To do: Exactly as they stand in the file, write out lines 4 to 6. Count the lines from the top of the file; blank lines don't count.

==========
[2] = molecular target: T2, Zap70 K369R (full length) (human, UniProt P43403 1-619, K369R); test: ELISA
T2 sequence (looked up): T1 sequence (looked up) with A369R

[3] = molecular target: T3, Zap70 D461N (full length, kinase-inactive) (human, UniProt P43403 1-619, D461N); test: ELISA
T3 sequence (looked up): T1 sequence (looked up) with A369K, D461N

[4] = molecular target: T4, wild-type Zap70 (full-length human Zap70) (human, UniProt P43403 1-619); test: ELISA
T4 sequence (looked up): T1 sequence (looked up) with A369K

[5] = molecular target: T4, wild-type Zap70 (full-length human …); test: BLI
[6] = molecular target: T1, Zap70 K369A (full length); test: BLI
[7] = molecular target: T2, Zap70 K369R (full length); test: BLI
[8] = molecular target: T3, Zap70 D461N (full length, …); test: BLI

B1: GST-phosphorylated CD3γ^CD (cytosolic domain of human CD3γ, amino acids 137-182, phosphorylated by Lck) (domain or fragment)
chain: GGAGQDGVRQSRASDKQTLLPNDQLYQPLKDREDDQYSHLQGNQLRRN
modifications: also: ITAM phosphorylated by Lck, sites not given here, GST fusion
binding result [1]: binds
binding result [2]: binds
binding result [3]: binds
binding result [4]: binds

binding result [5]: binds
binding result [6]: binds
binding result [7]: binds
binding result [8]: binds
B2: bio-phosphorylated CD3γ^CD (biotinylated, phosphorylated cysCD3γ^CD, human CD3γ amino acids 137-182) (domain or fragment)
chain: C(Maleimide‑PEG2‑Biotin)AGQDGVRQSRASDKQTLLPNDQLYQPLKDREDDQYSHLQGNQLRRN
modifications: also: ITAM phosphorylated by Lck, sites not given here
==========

T3 sequence (looked up): T1 sequence (looked up) with A369K, D461N

[4] = molecular target: T4, wild-type Zap70 (full-length human Zap70) (human, UniProt P43403 1-619); test: ELISA
T4 sequence (looked up): T1 sequence (looked up) with A369K